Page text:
How safe is Panoramic Sunroof in a Rollover Crash? 1

How safe is Panoramic Sunroof in a Rollover Crash?

Found on some new vehicles and luxury models, panoramic sunroof may hide pros and cons you should consider beforehand.

Panoramic sunroofs have become a common and desirable feature on new cars and SUVs, with the expansive glass making them feel more spacious and appealing as well. The issue with this feature goes beyond aesthetic aspects since safety concerns raise more questions than answers and it is fair to ask whether these glass roofs are safe in rollover collisions.
When a car is build, engineers use stringent performance standards and testings bearing the structural integrity of the vehicle. Car safeguards are created and developed to protect passengers from diverse crash situations. Car companies and governments inspect car models with crash tests designed to identify possible structural weaknesses and verify that all vehicles provide a specified level of protection. The Insurance Institute for Highway Safety also rates vehicles for roof strength as part of its vehicle ratings.
That said, local governments along with insurance companies (and other industry related companies) conduct crash-test site research and its results have shown that the effect of a sunroof is insignificant to the overall strength of the roof. The structure of a car consists of a strong steel frame wrapped by relatively thin metal panels. Moreover, that steel frame is what is helping passengers to be safe. The high-strength steel used in the pillars that hold up the roof (called A, B, C, and D pillars) play a crucial role in a crash because that’s where the actual crash energy will be absorbed, not in the center of the roof as it initially may appear.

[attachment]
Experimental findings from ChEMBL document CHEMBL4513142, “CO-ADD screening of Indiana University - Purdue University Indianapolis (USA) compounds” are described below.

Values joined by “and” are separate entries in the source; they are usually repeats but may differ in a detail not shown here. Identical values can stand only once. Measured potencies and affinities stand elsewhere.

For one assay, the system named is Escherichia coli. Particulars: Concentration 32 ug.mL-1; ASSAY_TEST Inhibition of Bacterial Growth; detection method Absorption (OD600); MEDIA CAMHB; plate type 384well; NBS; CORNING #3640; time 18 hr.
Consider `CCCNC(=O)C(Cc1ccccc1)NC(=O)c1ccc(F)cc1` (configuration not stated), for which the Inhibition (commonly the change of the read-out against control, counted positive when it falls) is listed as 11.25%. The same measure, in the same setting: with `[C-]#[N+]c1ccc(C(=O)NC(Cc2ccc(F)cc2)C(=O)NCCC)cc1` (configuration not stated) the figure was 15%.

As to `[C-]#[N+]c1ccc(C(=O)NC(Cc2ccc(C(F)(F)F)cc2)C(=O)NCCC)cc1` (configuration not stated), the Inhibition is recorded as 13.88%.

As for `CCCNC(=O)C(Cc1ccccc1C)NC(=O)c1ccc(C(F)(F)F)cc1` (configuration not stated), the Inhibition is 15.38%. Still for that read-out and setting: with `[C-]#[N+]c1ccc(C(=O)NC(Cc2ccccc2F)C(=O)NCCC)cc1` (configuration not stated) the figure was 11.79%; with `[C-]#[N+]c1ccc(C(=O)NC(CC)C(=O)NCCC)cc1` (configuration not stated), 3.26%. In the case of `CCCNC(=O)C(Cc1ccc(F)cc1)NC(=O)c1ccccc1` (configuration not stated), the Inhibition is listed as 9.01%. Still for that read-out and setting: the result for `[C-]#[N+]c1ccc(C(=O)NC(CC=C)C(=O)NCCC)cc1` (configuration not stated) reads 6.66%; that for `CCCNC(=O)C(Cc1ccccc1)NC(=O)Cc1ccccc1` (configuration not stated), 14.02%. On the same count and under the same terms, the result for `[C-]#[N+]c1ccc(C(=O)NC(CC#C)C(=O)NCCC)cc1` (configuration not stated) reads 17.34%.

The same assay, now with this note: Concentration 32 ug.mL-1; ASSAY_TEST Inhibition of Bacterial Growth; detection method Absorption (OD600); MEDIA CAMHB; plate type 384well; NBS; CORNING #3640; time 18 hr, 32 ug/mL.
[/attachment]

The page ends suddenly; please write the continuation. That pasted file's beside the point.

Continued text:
During a crash, passenger ejection is more likely the greater danger. The most important thing you can do to prevent it is to make sure that you and all passengers are wearing a seat belt at all times while the car is moving. This keeps everyone safe and sound, allowing the “all mighty” airbags and crash zones to do their job. Data from the NHTSA shows that unbelted passengers are 10 times more likely to be ejected from a vehicle during a crash. Another concern in a crash is broken glass. Better roofs use laminated glass—like a windshield, it is made up of different layers—so the glass holds together when impacted or crashed likewise. With other glass types, the glass crumbles after impact, rather than becoming sharp shards.
Finally, modern cars are put through rigorous testing repeatedly to meet federal safety standards. Every buyer should feel assured that the industry do everything on its hands to get things “on pointe”. Still, if you consider that sleek panoramic view as the go –to feature for you, do your research and make sure the car model has good safety ratings and identify that the roof is made from laminated glass. And most important, make sure to buckle up before you take over the steering wheel, just as the old saying “safety first”.

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